THE flurry of political activity focused on the JUI-F’s planned march continued on Wednesday. While there are no definitive answers, Maulana Fazlur Rehman, after a meeting with the PML-N, did say he would consider the opposition’s request to delay his advance on the capital. The latest meeting comes a day after an earlier session between the PML-N and PPP where it was decided that the two parties would meet the JUI-F chief — separately — to try and convince him to postpone the march. That in itself is an indicator of how far apart the two main opposition parties are on the issue; a joint approach could have reflected some progress on an agreement. But so far, the only thing that unites them is their desire to see Prime Minister Imran Khan pack up and go. The PPP and PML-N do not have a roadmap to accomplish this huge task. In fact, they have not unveiled any scheme to achieve even a smaller target than the overthrow of the PTI setup. For instance, they have displayed little interest in tackling the government head-on over many of the unpopular measures that have contributed to the current price hike.
For his part, Maulana Fazlur Rehman insists he has a map, not dissimilar to the one used by Prime Minister Imran Khan to come to power, even if the present challenger lacks the kind of patrons who allegedly sponsored the Khan journey. The JUI-F chief has implied that the protest will have the desired effect of unsettling the Khan government. He appears to be relying on a ‘tip-off’ by commentators who say that there is a public sentiment against the government that an opposition movement of sufficient proportions could ignite. But even if the PPP and PML-N are able to provide the numbers to back up the campaign, the leadership of the two parties has shown itself to be incapable of rising above their own interests and readily throwing their weight behind the maulana.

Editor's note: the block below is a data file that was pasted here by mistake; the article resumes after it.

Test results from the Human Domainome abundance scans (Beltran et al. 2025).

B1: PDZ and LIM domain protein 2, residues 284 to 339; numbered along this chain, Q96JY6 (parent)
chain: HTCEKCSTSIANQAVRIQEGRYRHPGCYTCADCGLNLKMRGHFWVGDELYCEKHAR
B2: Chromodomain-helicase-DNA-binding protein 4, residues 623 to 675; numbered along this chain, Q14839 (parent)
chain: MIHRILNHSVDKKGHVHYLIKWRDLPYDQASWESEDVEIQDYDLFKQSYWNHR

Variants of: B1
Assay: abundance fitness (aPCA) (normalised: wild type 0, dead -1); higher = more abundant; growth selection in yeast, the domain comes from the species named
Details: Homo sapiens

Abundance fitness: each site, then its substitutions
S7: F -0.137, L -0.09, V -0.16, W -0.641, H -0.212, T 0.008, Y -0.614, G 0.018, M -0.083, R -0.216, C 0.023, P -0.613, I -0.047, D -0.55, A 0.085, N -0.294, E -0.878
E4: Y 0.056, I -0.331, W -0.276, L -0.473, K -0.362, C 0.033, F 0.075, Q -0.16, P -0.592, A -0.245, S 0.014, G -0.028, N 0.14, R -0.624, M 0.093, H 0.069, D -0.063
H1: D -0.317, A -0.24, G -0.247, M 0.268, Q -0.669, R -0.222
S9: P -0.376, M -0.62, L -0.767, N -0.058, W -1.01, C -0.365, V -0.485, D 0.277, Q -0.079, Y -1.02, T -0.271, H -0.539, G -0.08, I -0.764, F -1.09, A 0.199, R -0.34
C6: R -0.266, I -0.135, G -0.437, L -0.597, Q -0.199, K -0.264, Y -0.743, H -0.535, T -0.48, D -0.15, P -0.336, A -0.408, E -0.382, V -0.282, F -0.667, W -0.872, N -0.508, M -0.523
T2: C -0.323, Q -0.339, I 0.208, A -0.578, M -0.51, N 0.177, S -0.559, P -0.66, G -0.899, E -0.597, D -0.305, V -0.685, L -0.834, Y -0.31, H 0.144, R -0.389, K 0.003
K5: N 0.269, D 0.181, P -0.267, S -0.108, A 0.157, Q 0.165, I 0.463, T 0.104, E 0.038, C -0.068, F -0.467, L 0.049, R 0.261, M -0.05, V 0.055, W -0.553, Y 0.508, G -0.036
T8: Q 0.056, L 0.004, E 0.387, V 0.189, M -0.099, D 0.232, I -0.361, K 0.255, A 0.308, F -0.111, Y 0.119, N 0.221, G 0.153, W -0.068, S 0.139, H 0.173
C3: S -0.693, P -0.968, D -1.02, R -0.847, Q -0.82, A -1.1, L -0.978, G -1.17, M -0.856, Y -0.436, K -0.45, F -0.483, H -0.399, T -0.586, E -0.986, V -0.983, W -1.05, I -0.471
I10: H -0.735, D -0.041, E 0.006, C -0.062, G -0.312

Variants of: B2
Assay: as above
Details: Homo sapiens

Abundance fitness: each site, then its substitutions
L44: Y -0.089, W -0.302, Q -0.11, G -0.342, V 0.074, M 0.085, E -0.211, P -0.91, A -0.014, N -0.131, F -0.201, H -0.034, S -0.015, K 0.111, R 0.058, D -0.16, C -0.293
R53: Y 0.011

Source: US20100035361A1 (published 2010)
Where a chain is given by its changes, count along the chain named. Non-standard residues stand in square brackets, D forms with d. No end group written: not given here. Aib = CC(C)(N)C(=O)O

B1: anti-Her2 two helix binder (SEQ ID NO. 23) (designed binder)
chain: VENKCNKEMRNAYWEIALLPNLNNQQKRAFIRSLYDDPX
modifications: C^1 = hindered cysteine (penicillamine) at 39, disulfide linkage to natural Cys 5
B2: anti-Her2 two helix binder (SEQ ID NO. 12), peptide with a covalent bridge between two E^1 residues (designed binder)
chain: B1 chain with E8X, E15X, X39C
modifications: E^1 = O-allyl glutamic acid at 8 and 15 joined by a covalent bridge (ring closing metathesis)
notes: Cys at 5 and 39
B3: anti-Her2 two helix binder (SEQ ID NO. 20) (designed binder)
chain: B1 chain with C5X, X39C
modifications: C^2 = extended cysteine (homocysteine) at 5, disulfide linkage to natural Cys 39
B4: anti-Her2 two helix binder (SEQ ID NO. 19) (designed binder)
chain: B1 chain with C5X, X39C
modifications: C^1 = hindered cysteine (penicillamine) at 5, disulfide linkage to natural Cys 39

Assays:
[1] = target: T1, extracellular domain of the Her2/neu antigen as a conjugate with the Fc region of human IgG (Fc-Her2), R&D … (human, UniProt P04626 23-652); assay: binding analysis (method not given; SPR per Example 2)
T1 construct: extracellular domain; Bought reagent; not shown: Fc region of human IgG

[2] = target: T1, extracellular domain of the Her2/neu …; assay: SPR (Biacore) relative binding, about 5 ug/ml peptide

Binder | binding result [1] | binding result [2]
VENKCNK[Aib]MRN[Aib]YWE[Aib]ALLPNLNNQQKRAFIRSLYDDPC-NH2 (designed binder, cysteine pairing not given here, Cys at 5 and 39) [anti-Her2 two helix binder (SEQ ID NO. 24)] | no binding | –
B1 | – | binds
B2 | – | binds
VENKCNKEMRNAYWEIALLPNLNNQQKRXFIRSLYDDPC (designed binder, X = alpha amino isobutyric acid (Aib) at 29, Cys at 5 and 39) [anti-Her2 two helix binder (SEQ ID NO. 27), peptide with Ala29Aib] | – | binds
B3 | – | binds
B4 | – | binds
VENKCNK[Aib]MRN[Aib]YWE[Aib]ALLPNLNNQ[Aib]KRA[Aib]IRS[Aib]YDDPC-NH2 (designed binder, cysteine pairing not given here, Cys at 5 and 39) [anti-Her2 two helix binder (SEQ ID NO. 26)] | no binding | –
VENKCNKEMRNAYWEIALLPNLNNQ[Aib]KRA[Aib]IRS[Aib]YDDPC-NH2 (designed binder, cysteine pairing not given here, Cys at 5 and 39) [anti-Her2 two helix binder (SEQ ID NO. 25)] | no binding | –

The opposition is generally tentative about the campaign. The voices of caution emanating from the opposition camp have been joined by observers who say that the situation is not conducive to a protest march against a government which only recently completed its first year in office. While this may be a valid argument, the opposition, that is often advised to protest and debate in parliament in the interest of democracy, is right in pointing out the scant respect that the prime minister and PTI politicians have shown towards the legislature. What option does it leave the opposition with, if not street protest? The onus is then on the government to demonstrate that it respects healthy opinion and is ready to listen to and address the opposition’s grievances. It will have only itself to blame if the opposition proceeds jointly outside the elected houses.
THE finalisation and approval of the first-ever e-commerce policy framework is a positive development. The policy framework focuses on protecting both the consumers and online retailers, implementing more effective regulations without hampering the growth of this industry, promoting financial inclusion and digitising payments, harmonising taxes, and creating new jobs. The good thing is that the policy has been developed after extensive consultations with private- and public-sector stakeholders. These have included e-commerce companies, the central bank, FBR, the ministries of IT and commerce, etc. Therefore, we see broad agreement by online retailers on the measures proposed in the framework to regulate the industry in such a way that it continues on its rapid growth trajectory.